From oleg-at-okmij.org Mon Feb 14 22:56:04 2005
To: haskell-cafe@haskell.org
Subject: Automatic pointless translation
From: oleg-at-pobox.com
Message-ID: <20050215065604.0F28FA930@Adric.metnet.navy.mil>
Date: Mon, 14 Feb 2005 22:56:04 -0800 (PST)
Status: OR
This message is a literate Haskell98 code for translating proper
linear combinators into a point-free style. That is, we will be
converting (closed, albeit that is not strictly a requirement) terms
of the form ``\x1 ... xn -> term'' where each variable xi has at most
one occurrence in term. The technique can be easily generalized to
non-linear terms. Other possible generalizations is automatical
derivation of the point-less code from the _signature_ of a
function. The body of the function isn't actually needed, for
applicative and tuple fully-polymorphic functions.
> module PF where
Our terms have the following simple structure
> data Term = Var String
> | CId -- identity
> | CC -- composition
> | CK -- const
> | CF -- flip
> | A Term Term
> deriving (Eq, Show)
and a bit of standard term-rewriting grind
> occurs v v' | v == v' = True
> occurs v (A t1 t2) = occurs v t1 || occurs v t2
> occurs _ _ = False
>
> ground (Var _) = False
> ground (A t1 t2) = ground t1 && ground t2
> ground _ = True
We introduce term normalization. A normalized term has the following
structure
data NT = Ground | A NT Var | A NT Ground
that is, the term tree is linear with respect to variables. After
normalization, our (closed) source term
\x1 ... xn -> term
becomes
\x1 ... xn -> term' y1 ... ym
where each y1 is either a variable or a ground term, and term' is
ground. Furthermore, if we drop ground terms from the list y1 ... ym,
it becomes a permutation of a subset of x1 ... xn.
The normalization is easily performed by tree rotations
> norm t | ground t = t
> norm (A t1 v@(Var _)) = A (norm t1) v
> norm (A t1 t2) | ground t2 = A (norm t1) t2
> norm (A t1 (A t2 t3)) = norm (A (A (A CC t1) t2) t3)
> norm v@(Var _) = A CId v
> norm c = c
As you can see, guards are prominent.
A few tests
> test1 = norm (A (Var "f") (A (A (Var "g") (Var "a")) (Var "b")))
> -- \f g h x y -> f (g x) (h y)
> test2 = norm (A (A (Var "f") (A (Var "g") (Var "x")))
> (A (Var "h") (Var "y")))
>
> test32 = norm (A CF (A (A (A (A CId CC) CC) (Var "f")) (Var "g")))
> test34 = norm (A (A CC (A CC CF)) (A (A CId CC) CC))
> test35 = norm (A (A CC (A (Var "g") CF)) (A (A CId CC) CC))
The next step is elimination of variables using eta-reductions, const
introductions, and flips to bring the variables into the right
position. The function `elim' takes a list of free variables to
eliminate, in reverse order, and the term. The function returns the
point-free term.
> elim [] t = t
> -- eta reduction, linearity assumption
> elim (h:r) (A t v) | h == v = elim r t
> -- if \a b -> t a b then
> -- \a b x -> const (t a b) x
> elim (h:r) t | not (occurs h t) = elim r (norm (A CK t))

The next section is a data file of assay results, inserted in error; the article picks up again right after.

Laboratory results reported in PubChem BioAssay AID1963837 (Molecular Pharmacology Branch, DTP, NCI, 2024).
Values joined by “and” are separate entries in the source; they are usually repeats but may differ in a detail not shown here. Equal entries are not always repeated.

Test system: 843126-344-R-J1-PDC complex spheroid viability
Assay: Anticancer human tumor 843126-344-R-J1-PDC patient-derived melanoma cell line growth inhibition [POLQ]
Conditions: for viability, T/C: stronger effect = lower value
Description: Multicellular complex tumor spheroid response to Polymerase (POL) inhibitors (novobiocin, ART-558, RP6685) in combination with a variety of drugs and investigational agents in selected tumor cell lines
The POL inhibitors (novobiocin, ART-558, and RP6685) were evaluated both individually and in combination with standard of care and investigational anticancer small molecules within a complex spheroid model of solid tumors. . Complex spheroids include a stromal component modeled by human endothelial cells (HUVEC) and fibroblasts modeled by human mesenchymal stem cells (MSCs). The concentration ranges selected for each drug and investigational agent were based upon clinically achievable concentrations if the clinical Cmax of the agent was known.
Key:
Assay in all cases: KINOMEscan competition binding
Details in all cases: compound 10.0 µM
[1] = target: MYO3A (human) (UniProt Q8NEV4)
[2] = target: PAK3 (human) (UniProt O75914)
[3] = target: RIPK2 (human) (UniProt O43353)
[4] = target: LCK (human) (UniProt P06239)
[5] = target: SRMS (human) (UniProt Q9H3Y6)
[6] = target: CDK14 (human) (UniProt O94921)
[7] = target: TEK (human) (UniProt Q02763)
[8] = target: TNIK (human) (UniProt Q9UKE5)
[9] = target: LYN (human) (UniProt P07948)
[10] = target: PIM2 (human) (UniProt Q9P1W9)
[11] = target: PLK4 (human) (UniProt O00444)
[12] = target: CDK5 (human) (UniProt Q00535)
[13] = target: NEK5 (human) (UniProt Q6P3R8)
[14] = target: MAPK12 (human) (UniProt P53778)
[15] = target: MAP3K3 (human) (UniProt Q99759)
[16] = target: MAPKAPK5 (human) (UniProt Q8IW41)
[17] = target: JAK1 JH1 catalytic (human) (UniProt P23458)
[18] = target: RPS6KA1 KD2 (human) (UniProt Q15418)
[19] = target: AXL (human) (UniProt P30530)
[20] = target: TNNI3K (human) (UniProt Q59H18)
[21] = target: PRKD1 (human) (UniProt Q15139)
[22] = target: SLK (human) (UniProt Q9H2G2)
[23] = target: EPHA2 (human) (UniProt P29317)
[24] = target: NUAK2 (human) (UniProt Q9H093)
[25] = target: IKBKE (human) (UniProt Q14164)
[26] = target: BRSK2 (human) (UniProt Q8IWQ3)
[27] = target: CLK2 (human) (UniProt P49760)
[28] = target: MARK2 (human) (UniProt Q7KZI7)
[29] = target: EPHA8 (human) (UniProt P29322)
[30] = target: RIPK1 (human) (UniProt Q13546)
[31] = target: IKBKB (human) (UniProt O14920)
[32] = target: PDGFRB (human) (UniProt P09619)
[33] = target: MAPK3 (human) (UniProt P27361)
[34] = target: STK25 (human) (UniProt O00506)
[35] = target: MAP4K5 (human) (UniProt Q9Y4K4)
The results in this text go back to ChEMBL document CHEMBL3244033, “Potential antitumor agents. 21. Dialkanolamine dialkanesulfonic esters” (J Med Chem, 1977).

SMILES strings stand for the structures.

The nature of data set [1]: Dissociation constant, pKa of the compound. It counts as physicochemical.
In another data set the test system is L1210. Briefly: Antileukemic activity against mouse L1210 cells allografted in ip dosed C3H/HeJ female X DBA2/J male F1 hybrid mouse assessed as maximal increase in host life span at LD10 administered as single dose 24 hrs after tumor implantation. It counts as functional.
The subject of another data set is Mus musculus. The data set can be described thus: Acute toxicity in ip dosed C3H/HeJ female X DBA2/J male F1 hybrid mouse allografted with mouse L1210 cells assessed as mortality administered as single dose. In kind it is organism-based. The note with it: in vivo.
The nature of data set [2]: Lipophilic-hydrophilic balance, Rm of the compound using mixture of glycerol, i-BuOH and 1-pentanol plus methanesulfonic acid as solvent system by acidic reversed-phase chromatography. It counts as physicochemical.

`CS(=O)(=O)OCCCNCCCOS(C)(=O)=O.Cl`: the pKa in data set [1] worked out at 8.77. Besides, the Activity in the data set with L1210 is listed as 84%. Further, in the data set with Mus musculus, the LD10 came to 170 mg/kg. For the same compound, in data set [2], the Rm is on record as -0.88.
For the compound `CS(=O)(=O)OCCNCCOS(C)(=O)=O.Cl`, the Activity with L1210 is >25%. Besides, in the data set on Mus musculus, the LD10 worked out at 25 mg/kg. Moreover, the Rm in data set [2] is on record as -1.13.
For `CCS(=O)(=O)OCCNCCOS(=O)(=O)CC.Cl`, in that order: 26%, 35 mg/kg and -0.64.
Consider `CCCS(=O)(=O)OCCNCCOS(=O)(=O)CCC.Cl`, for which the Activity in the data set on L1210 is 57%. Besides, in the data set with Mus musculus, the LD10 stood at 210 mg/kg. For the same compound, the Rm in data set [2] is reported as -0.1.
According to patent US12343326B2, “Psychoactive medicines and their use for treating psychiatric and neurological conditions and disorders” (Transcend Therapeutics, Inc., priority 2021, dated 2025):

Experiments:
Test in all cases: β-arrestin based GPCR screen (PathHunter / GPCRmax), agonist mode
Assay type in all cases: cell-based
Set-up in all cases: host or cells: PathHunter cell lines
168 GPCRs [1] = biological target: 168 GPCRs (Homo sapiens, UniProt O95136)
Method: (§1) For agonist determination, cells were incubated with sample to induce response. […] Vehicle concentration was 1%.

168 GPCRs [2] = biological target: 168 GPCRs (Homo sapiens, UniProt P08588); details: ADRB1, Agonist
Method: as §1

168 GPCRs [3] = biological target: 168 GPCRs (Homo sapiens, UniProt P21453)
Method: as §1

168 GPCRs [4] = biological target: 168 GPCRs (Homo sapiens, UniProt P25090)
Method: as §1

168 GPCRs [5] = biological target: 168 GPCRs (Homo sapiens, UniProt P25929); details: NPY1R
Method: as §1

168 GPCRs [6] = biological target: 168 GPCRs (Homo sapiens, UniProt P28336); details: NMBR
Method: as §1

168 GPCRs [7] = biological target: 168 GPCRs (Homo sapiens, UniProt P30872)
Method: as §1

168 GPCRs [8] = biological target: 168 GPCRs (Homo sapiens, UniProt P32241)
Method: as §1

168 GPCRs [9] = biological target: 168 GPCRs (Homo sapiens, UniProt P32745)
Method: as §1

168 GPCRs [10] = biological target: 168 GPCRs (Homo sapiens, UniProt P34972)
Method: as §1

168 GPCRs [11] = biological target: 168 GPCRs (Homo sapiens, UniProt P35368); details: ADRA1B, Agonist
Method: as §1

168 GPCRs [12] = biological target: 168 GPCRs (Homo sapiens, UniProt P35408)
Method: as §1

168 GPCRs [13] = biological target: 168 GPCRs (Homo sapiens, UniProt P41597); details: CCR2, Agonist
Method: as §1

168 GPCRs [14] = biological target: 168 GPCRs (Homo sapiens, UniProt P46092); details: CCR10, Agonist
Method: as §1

> elim v@(h:r) t = elim v (norm (doflip h t))
> where
> doflip v (A (A t v1) v2) | v == v1 = (A (A (A CF t) v2) v1)
> doflip v (A t v2) = A (doflip v t) v2
> doflip v t = error $ (show v) ++ "\n" ++ (show t)
And that is it. We just need to print the terms nicely:
> print_nice (Var v) = show v
> print_nice (A (A CC x) y) = "(" ++ (print_nice x) ++ " . "
> ++ (print_nice y) ++ ")"
> print_nice (A CC x) = "(" ++ (print_nice x) ++ " .)"
> print_nice (A x y) = "(" ++ print_nice x ++ ") (" ++
> print_nice y ++ ")"
> print_nice CC = "(.)"
> print_nice CK = "const"
> print_nice CId = "id"
> print_nice CF = "flip"
>
> report' vars term = elim (reverse $ (map Var) vars) (norm term)
> report vars = print_nice . report' vars
We are ready for some tests:
The first two tests are trivial: \f x y -> f x y
> test11 = report ["f","x","y"] (A (A (Var "f") (Var "x")) (Var "y"))
*PF> test11
"id"
And \f x y -> f y x
> test12 = report ["f","x","y"] (A (A (Var "f") (Var "y")) (Var "x"))
*PF> test12
"(flip . id)"
the next one is simple too: \f x y -> f x
> test13 = report ["f","x","y"] (A (Var "f") (Var "x"))
*PF> test13
"((const .) . id)"
Now we can try \f g a b -> f (g a b)
> test14 = report ["f","g","a","b"]
> (A (Var "f") (A (A (Var "g") (Var "a")) (Var "b")))
*PF> test14
"((.) . (.))"
and \f g h x y -> f (g x) (h y)
> test15 = report ["f","g","h","x","y"]
> (A (A (Var "f") (A (Var "g") (Var "x"))) (A (Var "h") (Var "y")))
*PF> test15
"((flip .) . ((.) . ((.) .)))"
The reported derivation was
((flip . ((.) .)) .) . (.)
These terms are equivalent. One may look at their types, which are
identical. One may also apply these terms to suitable arguments, e.g.,
((flip .) . ((.) . ((.) .))) (,) ((,) 1) ((,) 2) 3 4
This sub-thread started from \f g a b -> f (g a b): two-to-one
composition, aka triple-(.). Can we generalize? Certainly:
\f g a b c -> f (g a b c)
> test16 = report ["f","g","a","b","c"]
> (A (Var "f")
> (A (A (A (Var "g") (Var "a")) (Var "b")) (Var "c")))
*PF> test16
"(((.) . (.)) . (.))"
\f g a b c d -> f (g a b c d)
> test17 = report ["f","g","a","b","c","d"]
> (A (Var "f")
> (A (A (A (A (Var "g") (Var "a")) (Var "b")) (Var "c"))
> (Var "d")))
*PF> test17
"((((.) . (.)) . (.)) . (.))"
*PF> ((((.) . (.)) . (.)) . (.)) ((,) 1) (,,,) 10 11 12 13
(1,(10,11,12,13))
\f g h a b c d -> f (g a b) (h c d)
> test18 = report ["f","g","h","a","b","c","d"]
> (A (A (Var "f")
> (A (A (Var "g") (Var "a")) (Var "b")))
> (A (A (Var "h") (Var "c")) (Var "d")))
*PF> test18
"((flip .) . (((flip .) .) . (((.) . (.)) . (((.) . (.)) .))))"
It really begins to look like Unlambda...